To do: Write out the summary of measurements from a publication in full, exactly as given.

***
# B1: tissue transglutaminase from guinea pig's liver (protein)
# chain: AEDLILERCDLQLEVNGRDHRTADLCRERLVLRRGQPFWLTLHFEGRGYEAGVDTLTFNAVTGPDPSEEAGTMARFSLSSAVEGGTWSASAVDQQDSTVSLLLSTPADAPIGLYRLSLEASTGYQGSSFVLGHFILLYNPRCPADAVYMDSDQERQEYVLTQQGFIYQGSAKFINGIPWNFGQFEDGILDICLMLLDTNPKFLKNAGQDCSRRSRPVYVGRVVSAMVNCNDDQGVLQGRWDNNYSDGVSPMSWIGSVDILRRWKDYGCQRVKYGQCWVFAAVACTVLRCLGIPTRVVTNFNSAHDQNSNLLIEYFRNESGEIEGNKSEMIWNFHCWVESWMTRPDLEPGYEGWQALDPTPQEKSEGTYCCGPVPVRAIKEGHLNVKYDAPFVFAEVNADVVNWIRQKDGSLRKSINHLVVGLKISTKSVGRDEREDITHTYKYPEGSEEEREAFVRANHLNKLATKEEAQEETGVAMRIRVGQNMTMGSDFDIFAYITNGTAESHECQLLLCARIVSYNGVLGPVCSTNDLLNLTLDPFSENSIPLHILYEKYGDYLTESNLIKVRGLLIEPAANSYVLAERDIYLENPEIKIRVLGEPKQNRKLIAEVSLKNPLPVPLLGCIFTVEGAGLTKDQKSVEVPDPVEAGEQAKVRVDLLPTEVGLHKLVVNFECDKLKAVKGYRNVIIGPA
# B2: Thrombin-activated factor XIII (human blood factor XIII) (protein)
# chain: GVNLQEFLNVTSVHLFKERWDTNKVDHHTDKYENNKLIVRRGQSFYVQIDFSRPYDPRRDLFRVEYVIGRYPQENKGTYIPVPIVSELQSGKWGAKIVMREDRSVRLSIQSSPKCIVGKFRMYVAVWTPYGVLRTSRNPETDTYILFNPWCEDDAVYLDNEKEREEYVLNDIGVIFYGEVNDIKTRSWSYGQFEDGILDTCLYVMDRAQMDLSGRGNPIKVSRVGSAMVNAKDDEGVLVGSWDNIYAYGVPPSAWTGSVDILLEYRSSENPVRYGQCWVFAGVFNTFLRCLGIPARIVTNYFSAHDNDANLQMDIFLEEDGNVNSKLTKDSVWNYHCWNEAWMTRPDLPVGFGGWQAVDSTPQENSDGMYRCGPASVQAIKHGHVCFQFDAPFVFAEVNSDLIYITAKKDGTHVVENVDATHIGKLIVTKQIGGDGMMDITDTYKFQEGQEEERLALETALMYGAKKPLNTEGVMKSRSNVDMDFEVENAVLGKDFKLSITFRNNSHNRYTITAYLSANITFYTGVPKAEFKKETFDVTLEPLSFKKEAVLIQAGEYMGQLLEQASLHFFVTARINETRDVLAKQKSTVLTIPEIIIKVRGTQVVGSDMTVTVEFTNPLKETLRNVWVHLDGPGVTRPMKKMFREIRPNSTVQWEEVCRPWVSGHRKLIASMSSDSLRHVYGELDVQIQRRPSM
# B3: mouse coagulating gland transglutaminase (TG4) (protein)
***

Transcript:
# B1: tissue transglutaminase from guinea pig's liver (protein)
# chain: AEDLILERCDLQLEVNGRDHRTADLCRERLVLRRGQPFWLTLHFEGRGYEAGVDTLTFNAVTGPDPSEEAGTMARFSLSSAVEGGTWSASAVDQQDSTVSLLLSTPADAPIGLYRLSLEASTGYQGSSFVLGHFILLYNPRCPADAVYMDSDQERQEYVLTQQGFIYQGSAKFINGIPWNFGQFEDGILDICLMLLDTNPKFLKNAGQDCSRRSRPVYVGRVVSAMVNCNDDQGVLQGRWDNNYSDGVSPMSWIGSVDILRRWKDYGCQRVKYGQCWVFAAVACTVLRCLGIPTRVVTNFNSAHDQNSNLLIEYFRNESGEIEGNKSEMIWNFHCWVESWMTRPDLEPGYEGWQALDPTPQEKSEGTYCCGPVPVRAIKEGHLNVKYDAPFVFAEVNADVVNWIRQKDGSLRKSINHLVVGLKISTKSVGRDEREDITHTYKYPEGSEEEREAFVRANHLNKLATKEEAQEETGVAMRIRVGQNMTMGSDFDIFAYITNGTAESHECQLLLCARIVSYNGVLGPVCSTNDLLNLTLDPFSENSIPLHILYEKYGDYLTESNLIKVRGLLIEPAANSYVLAERDIYLENPEIKIRVLGEPKQNRKLIAEVSLKNPLPVPLLGCIFTVEGAGLTKDQKSVEVPDPVEAGEQAKVRVDLLPTEVGLHKLVVNFECDKLKAVKGYRNVIIGPA
# B2: Thrombin-activated factor XIII (human blood factor XIII) (protein)
# chain: GVNLQEFLNVTSVHLFKERWDTNKVDHHTDKYENNKLIVRRGQSFYVQIDFSRPYDPRRDLFRVEYVIGRYPQENKGTYIPVPIVSELQSGKWGAKIVMREDRSVRLSIQSSPKCIVGKFRMYVAVWTPYGVLRTSRNPETDTYILFNPWCEDDAVYLDNEKEREEYVLNDIGVIFYGEVNDIKTRSWSYGQFEDGILDTCLYVMDRAQMDLSGRGNPIKVSRVGSAMVNAKDDEGVLVGSWDNIYAYGVPPSAWTGSVDILLEYRSSENPVRYGQCWVFAGVFNTFLRCLGIPARIVTNYFSAHDNDANLQMDIFLEEDGNVNSKLTKDSVWNYHCWNEAWMTRPDLPVGFGGWQAVDSTPQENSDGMYRCGPASVQAIKHGHVCFQFDAPFVFAEVNSDLIYITAKKDGTHVVENVDATHIGKLIVTKQIGGDGMMDITDTYKFQEGQEEERLALETALMYGAKKPLNTEGVMKSRSNVDMDFEVENAVLGKDFKLSITFRNNSHNRYTITAYLSANITFYTGVPKAEFKKETFDVTLEPLSFKKEAVLIQAGEYMGQLLEQASLHFFVTARINETRDVLAKQKSTVLTIPEIIIKVRGTQVVGSDMTVTVEFTNPLKETLRNVWVHLDGPGVTRPMKKMFREIRPNSTVQWEEVCRPWVSGHRKLIASMSSDSLRHVYGELDVQIQRRPSM
# B3: mouse coagulating gland transglutaminase (TG4) (protein)